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Net Worth Statement

By JLP | October 26, 2005

NOTE: This is a reprint from a series I did on my old blog.

Financial planners typically use two financial statements to get a handle on a person’s current financial status. Those statements are: the net worth statement (also called the statement of financial position) and the cash flow statement (also called a budget). Today, I’ll discuss the net worth statement.

Most people are familiar with following equation:

Net Worth = Assets – Liabilities

or, as it looks on a balance sheet or net worth statement:

Assets = Liabilities + Net Worth

Looking at the above equation, you can see that as long as a person’s assets are greater than their liabilities, they have a POSITIVE net worth. For example, say that all you have is a house that is worth $100,000 with $70,000 still owed on the mortgage. Assuming that you have no other assets or liabilities, your net worth equation would look like this:

$100,000 = $70,000 + $30,000

So, in this really simple example, your net worth is $30,000 since the house is worth $100,000 and you only owe $70,000. Now, what happens if you make a payment? (Once again, I’m really simplifying this example but the theory is still the same). Let’s say you make a $1,000 payment, of which 100% goes directly towards paying off the mortgage. How does this affect your net worth?

$100,000 = $69,000 + $31,000

Since the value of the asset side (the house is still worth $100,000) doesn’t change, the other side of the equation must adjust to reflect the payment. Since we are assuming that 100% of the $1,000 payment went towards the mortgage, the liabilities decreased to $69,000, which means the net worth portion had to increase to $31,000 to balance out the equation.

With my next post, I’ll show some more example of different transactions and their effect on the net worth statement.

Topics: Financial Planning, Net Worth Statement | 8 Comments »


8 Responses to “Net Worth Statement”

  1. EZ Says:
    April 21st, 2006 at 8:16 am

    Instead of “Assets = Liabilities + Net Worth”, I think you mean ” ASSETS + Liabilities = Net Worth”.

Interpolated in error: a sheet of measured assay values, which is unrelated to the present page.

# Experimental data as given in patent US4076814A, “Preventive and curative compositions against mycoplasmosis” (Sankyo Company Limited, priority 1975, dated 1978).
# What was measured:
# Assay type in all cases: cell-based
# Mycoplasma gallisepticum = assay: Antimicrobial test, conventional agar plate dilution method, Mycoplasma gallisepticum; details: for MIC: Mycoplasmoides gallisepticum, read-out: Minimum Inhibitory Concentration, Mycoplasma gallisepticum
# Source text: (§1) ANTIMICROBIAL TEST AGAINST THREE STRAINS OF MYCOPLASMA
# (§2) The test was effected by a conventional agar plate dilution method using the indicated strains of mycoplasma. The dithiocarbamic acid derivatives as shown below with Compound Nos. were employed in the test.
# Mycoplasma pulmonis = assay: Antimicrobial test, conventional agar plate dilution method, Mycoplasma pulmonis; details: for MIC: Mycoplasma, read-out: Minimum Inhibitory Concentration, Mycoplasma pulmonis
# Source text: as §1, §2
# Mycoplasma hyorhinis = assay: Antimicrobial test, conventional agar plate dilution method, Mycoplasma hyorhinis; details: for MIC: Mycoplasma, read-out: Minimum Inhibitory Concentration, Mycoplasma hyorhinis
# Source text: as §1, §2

2. JMD Says:
    October 7th, 2006 at 1:54 pm

    No, I think they mean Assets minus Liabilities equals Net Worth. Which, algebraicly, is the same thing that they said above.

  3. Will Says:
    October 27th, 2006 at 9:44 pm

    Under Assets, I would apply a stricter definition:
    True Assets are those producing income.
    If it’s not producing income, it’s likely just a depreciating item which may or may not be producing expenses.

  4. AllFinancialMatters » Blog Archive » How to Determine if You Are “Wealthy” Says:
    March 5th, 2007 at 11:20 am

    […] Your Net Worth Statement Part I […]

  5. AllFinancialMatters » Blog Archive » What’s Your RON (Return on Net Worth)? Says:
    March 5th, 2007 at 11:23 am

    […] Your Net Worth Statement Part I […]

  6. PK Says:
    July 17th, 2008 at 4:02 pm

    The equations all have a sign error for liabilities, because the value of them is actually negative.

    Therefore,
    Networth = Assets + (Liabilities)
    or
    Assets = Networth – (Liabilities)
    = Networht + |Liabilities|

  7. 4 Steps To Staging A Financial Intervention Says:
    April 16th, 2009 at 4:07 am

    […] of their behavior.  This includes investment statements, credit card bills, bank statements and anything else you can use to build a solid […]

  8. Financial Samurai Says:
    October 17th, 2009 at 1:03 am

    Net worth is an ILLUSION. Pls don’t use or count on your net worth.

    Just have a cash goal.

Comments